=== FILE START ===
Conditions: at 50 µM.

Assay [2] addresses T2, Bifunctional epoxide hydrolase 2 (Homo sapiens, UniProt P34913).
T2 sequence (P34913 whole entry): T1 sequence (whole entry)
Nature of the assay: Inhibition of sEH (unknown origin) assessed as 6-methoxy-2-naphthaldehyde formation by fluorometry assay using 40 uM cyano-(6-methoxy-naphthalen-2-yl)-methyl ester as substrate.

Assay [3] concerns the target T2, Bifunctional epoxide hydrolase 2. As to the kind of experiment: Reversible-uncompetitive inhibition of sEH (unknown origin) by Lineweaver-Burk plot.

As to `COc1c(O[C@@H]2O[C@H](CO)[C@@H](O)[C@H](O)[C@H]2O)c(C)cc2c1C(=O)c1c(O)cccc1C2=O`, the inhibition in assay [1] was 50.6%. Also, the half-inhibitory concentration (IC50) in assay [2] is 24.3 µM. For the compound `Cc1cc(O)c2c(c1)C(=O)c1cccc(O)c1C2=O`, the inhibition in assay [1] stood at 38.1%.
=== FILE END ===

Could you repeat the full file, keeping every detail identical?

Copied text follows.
Conditions: at 50 µM.

Assay [2] addresses T2, Bifunctional epoxide hydrolase 2 (Homo sapiens, UniProt P34913).
T2 sequence (P34913 whole entry): T1 sequence (whole entry)
Nature of the assay: Inhibition of sEH (unknown origin) assessed as 6-methoxy-2-naphthaldehyde formation by fluorometry assay using 40 uM cyano-(6-methoxy-naphthalen-2-yl)-methyl ester as substrate.

Assay [3] concerns the target T2, Bifunctional epoxide hydrolase 2. As to the kind of experiment: Reversible-uncompetitive inhibition of sEH (unknown origin) by Lineweaver-Burk plot.

As to `COc1c(O[C@@H]2O[C@H](CO)[C@@H](O)[C@H](O)[C@H]2O)c(C)cc2c1C(=O)c1c(O)cccc1C2=O`, the inhibition in assay [1] was 50.6%. Also, the half-inhibitory concentration (IC50) in assay [2] is 24.3 µM. For the compound `Cc1cc(O)c2c(c1)C(=O)c1cccc(O)c1C2=O`, the inhibition in assay [1] stood at 38.1%.